When I first heard that Barry Goudreau had started up a new project, I was nothing short of elated! Then, when I found out they would be having a CD release party at Lynn Auditorium to support the new music from “Barry Goudreau’s Engine Room – Full Steam Ahead,” I was all in.
We arrived at the show about 10 minutes prior to John Cafferty and the Beaver Brown Band taking the stage. I have lived in Rhode Island for 18 years, and the last time I saw them perform was in the summer of ’99 at the Warwick Melody Tent for an outdoor festival. I remember feeling less than impressed at that time, but I chalked it up to an “off day” for the band. . . or perhaps myself.
Fast forward to 2017. Because of not having seen them in so long, I went into this with a bit of reservations about what I was going to see. Talk about “Judge not, lest you be judged”- they simply NAILED every part of their time onstage! They came out with “Tough All Over,” and by the time they had played their second song of the night, “On The Dark Side,” the crowd was on their feet, and the band never slowed down. It was apparent that this was going to be a night of nostalgia, exactly as I had hoped. Being of the age that I am probably suffering through a midlife crisis, it is always such a cool thing to see a group of guys older than me that have kept it together so well. John Cafferty’s vocals were stronger than ever, and the rest of the band obviously came prepared to be his equal. As the band started to wind down their set, you could literally feel the joy emanating from the audience when we heard Michael “Tunes” Antunes belt out the beginning notes on his saxophone for “Tender Years,” another classic from the Eddie and the Cruisers soundtrack. What we didn’t know was that, just as the song was winding down, he would step out to the front of the stage to speak of and pay tribute to a dear friend to so many that we recently lost: Sib Hashian. (More on that later.) After some very emotional dialogue with the audience, “Tunes” stepped back and mesmerized the crowd with a beautiful finishing touch to “Tender Years.” I doubt there was a dry eye in the house.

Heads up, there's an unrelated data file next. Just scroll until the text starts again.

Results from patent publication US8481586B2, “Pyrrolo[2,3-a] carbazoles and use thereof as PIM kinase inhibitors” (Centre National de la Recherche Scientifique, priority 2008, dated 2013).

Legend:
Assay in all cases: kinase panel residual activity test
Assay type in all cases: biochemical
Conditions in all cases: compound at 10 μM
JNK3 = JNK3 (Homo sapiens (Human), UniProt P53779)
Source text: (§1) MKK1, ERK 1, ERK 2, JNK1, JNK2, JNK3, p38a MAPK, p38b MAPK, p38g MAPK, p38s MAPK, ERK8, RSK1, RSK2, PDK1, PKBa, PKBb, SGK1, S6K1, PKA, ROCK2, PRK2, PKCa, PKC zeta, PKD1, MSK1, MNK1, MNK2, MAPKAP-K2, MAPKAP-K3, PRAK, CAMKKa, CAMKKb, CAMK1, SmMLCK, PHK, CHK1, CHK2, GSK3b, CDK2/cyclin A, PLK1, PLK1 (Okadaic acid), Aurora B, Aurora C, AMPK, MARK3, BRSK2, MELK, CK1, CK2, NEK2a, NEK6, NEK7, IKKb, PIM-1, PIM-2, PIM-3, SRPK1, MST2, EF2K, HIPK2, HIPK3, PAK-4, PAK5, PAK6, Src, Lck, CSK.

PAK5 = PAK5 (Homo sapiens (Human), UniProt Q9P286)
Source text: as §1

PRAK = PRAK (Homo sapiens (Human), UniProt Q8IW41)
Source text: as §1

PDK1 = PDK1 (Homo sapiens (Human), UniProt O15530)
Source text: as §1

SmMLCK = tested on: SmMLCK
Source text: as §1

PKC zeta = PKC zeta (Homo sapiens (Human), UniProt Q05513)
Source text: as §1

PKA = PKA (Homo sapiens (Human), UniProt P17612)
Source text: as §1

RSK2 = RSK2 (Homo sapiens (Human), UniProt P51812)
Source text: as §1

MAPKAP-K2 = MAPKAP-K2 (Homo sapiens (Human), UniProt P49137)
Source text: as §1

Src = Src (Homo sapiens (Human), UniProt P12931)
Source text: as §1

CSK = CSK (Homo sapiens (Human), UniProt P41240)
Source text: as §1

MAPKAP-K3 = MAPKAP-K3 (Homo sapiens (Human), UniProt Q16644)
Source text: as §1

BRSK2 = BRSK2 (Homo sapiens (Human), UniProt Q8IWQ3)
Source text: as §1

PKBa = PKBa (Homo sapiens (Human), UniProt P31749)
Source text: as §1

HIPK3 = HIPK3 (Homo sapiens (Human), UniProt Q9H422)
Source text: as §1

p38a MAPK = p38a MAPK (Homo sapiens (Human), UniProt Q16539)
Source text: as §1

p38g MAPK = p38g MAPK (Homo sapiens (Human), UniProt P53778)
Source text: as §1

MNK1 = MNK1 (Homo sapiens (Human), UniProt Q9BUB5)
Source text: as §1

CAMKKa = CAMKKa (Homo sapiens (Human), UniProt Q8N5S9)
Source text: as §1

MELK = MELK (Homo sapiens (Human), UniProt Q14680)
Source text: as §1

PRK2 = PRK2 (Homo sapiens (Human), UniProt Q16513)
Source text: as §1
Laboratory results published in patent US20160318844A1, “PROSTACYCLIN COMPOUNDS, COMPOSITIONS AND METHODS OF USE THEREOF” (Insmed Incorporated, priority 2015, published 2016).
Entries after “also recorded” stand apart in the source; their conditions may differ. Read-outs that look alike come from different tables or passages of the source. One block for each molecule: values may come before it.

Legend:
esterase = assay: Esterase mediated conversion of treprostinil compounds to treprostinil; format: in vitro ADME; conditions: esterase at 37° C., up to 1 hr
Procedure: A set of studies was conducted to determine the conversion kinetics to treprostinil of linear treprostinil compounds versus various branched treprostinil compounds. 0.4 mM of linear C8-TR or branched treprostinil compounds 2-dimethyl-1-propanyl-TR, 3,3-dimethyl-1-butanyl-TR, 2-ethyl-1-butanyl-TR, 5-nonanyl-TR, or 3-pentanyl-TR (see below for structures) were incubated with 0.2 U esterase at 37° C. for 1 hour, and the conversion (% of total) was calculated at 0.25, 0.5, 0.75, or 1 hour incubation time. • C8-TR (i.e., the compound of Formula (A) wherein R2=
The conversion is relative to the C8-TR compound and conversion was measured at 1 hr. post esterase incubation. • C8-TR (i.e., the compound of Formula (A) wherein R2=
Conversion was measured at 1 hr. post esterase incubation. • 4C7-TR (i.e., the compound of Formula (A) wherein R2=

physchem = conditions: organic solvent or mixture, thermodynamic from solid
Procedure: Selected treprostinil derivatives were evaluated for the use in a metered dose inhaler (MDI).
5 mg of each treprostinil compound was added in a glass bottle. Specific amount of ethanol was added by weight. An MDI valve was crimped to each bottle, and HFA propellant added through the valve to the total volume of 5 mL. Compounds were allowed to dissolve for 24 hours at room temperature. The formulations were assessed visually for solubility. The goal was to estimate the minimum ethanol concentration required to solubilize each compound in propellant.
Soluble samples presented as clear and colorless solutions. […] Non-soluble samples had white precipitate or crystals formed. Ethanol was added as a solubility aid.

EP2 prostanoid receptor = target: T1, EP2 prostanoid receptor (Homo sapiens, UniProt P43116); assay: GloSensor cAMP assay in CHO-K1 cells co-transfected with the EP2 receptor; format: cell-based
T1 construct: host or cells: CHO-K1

John Cafferty and friends finished off their night with an uplifting “C-I-T-Y,” once again drawing the crowd to their feet. It was, for me, a “redemption performance”: and a stark contrast to the show that I witnessed in 1999. I will most certainly be on the lookout to check them out again, and you should, too!
Now it was the moment we were all waiting for. Our first look and listen to “Barry Goudreau’s Engine Room.” This is a collective musical assault from Barry on lead guitar, Brian Maes on keys and lead vocals, Tim Archibald on bass, and “Old Tony” DiPietro on drums. Filling in the real estate onstage behind Barry were three talented and lovely ladies: MaryBeth Maes, Terri O’Soro, and Joanie Cicatelli. (Talk about a powerhouse trio. . . WOW!!!)